"Fessy" Shafaat has become a star in the reality television world, with the former "Big Brother" participant having advanced to the final round of MTV's "The Challenge: Total Madness," which will be shown Wednesday night at 8.
But sometimes Faysal Shafaat, the former University of Tennessee at Chattanooga tight end and two-time Football Championship Subdivision All-American, is reminded of his more humble roots.
In March he was at a birthday party for Keionta Davis, the former UTC defensive lineman and three-time All-American, while hanging around with former teammates C.J. Board and Tommy Hudson.
"They were all calling me Faysal," Shafaat said recently on the GH3 Podcast. "And it was weird because I haven't heard that in so long because everyone just calls me Fessy. So it was kind of weird hearing that, but I don't mind because everybody's always butchered my name since I was young."
Shafaat has also carried himself with confidence and a certain swagger since he was young.
A standout athlete at Orlando Lutheran Academy, Shafaat was a high school star in both football and basketball. At one point he thought he was headed to the University of Illinois, but when that opportunity fell through, it opened the door for the UTC football program and Russ Huesman, the Mocs' head coach at the time.
Huesman sent his defensive coordinator, Adam Fuller, down to Florida to check out Shafaat, whose first question when told about the Mocs' interest was "Do they offer full scholarships?"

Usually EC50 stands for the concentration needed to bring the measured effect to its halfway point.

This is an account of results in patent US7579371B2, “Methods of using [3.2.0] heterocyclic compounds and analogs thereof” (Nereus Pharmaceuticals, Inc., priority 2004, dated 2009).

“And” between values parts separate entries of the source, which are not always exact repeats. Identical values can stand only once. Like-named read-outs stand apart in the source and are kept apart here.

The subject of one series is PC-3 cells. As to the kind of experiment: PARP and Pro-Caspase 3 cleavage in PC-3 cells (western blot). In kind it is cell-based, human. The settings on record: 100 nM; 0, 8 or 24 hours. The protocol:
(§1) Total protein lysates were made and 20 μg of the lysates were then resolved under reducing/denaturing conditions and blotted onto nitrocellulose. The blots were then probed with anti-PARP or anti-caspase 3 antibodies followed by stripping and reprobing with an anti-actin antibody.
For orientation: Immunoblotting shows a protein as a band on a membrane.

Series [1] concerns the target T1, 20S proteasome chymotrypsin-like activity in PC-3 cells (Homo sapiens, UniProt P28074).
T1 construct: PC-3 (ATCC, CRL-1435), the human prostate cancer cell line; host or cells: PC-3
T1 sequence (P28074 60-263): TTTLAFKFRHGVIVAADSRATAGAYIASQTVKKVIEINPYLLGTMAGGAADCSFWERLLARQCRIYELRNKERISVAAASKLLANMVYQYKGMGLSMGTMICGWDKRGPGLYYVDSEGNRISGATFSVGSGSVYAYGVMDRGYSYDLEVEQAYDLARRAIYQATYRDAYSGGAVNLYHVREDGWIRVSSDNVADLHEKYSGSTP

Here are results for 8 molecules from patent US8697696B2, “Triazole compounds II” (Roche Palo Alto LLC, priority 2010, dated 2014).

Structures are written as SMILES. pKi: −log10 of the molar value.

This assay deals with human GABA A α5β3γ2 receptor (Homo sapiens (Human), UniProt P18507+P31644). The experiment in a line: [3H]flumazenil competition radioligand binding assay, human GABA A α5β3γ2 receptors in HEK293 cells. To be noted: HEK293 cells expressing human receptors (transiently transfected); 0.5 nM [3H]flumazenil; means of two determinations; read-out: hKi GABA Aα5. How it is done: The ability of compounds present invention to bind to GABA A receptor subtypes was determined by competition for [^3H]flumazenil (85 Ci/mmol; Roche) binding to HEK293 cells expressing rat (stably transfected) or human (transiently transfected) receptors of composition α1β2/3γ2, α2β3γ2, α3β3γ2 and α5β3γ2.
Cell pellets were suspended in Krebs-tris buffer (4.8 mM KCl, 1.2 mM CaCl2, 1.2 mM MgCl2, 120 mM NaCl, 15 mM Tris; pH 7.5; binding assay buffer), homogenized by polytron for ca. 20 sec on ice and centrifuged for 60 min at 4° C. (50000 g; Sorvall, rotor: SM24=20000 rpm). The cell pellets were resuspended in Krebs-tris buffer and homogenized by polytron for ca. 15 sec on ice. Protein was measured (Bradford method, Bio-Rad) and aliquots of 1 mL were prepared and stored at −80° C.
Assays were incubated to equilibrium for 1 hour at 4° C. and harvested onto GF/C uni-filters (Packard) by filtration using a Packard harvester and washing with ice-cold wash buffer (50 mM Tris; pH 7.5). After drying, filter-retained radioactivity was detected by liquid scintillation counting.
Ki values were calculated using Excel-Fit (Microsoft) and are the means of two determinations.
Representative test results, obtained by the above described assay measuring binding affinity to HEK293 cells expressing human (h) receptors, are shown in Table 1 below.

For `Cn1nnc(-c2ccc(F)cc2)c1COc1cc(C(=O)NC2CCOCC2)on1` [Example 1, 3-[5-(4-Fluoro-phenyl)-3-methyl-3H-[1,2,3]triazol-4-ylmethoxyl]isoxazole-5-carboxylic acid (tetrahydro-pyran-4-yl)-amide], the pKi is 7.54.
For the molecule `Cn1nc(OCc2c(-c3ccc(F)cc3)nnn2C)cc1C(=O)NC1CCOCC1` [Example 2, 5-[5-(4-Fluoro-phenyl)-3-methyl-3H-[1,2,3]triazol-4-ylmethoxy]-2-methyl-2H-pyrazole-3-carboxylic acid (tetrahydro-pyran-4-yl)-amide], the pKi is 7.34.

When told yes, Shafaat had an interest in the Southern Conference program. Fuller and UTC had to make that offer, though — but the recruit had no doubt that would happen.
"I gave him my highlight tape, and he was like, 'Well, if I like it, I'll give you a call back tomorrow," Shafaat recalled. "I told him, 'You'll like it.'
"He called me back an hour after the meeting. I remember it like it was yesterday."
One dream ends
Shafaat made sure the Mocs liked what he did in college, too.
After redshirting in 2010, he totaled 125 catches, 1,204 receiving yards and 18 touchdown receptions — a number that still ranks fourth in program history — while appearing in 48 games (44 starts) over four seasons. In addition to his All-America recognition, he was a SoCon All-Freshman selection and a three-time All-SoCon selection.
However, those accolades didn't garner the sort of the interest the 6-foot-4, 245-pound Shafaat initially assumed he would receive. Although he didn't really expect to be picked during the 2015 NFL draft, he believed he would at least sign as a free agent, allowing him the opportunity to prove himself in a camp setting.
He waited. The call from a professional football team never came.
"It was hard for a while," Shafaat said. "I couldn't even watch the 2015 NFL season because I knew I was going to see people I played against and other tight ends that were my same class, seeing them perform and feeling like I could do that. It definitely humbled me, because in college I thought I was the hottest thing out, so that was definitely a reality check for me."